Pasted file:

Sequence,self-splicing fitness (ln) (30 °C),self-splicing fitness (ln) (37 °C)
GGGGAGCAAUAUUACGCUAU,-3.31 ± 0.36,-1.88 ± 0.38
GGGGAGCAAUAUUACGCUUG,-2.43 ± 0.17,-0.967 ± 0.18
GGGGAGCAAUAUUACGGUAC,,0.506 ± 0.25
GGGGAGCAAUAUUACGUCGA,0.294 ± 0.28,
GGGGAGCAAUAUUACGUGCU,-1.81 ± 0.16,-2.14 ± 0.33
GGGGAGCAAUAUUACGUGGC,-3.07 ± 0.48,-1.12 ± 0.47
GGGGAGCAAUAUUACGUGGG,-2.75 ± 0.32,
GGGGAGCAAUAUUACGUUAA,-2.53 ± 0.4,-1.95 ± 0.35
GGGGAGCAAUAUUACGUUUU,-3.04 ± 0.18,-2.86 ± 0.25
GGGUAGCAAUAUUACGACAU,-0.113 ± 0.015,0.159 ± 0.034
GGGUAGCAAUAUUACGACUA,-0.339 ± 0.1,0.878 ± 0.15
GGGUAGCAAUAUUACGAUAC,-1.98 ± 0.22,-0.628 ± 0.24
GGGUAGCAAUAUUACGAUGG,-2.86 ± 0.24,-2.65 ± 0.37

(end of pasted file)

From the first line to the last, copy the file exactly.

Sequence,self-splicing fitness (ln) (30 °C),self-splicing fitness (ln) (37 °C)
GGGGAGCAAUAUUACGCUAU,-3.31 ± 0.36,-1.88 ± 0.38
GGGGAGCAAUAUUACGCUUG,-2.43 ± 0.17,-0.967 ± 0.18
GGGGAGCAAUAUUACGGUAC,,0.506 ± 0.25
GGGGAGCAAUAUUACGUCGA,0.294 ± 0.28,
GGGGAGCAAUAUUACGUGCU,-1.81 ± 0.16,-2.14 ± 0.33
GGGGAGCAAUAUUACGUGGC,-3.07 ± 0.48,-1.12 ± 0.47
GGGGAGCAAUAUUACGUGGG,-2.75 ± 0.32,
GGGGAGCAAUAUUACGUUAA,-2.53 ± 0.4,-1.95 ± 0.35
GGGGAGCAAUAUUACGUUUU,-3.04 ± 0.18,-2.86 ± 0.25
GGGUAGCAAUAUUACGACAU,-0.113 ± 0.015,0.159 ± 0.034
GGGUAGCAAUAUUACGACUA,-0.339 ± 0.1,0.878 ± 0.15
GGGUAGCAAUAUUACGAUAC,-1.98 ± 0.22,-0.628 ± 0.24
GGGUAGCAAUAUUACGAUGG,-2.86 ± 0.24,-2.65 ± 0.37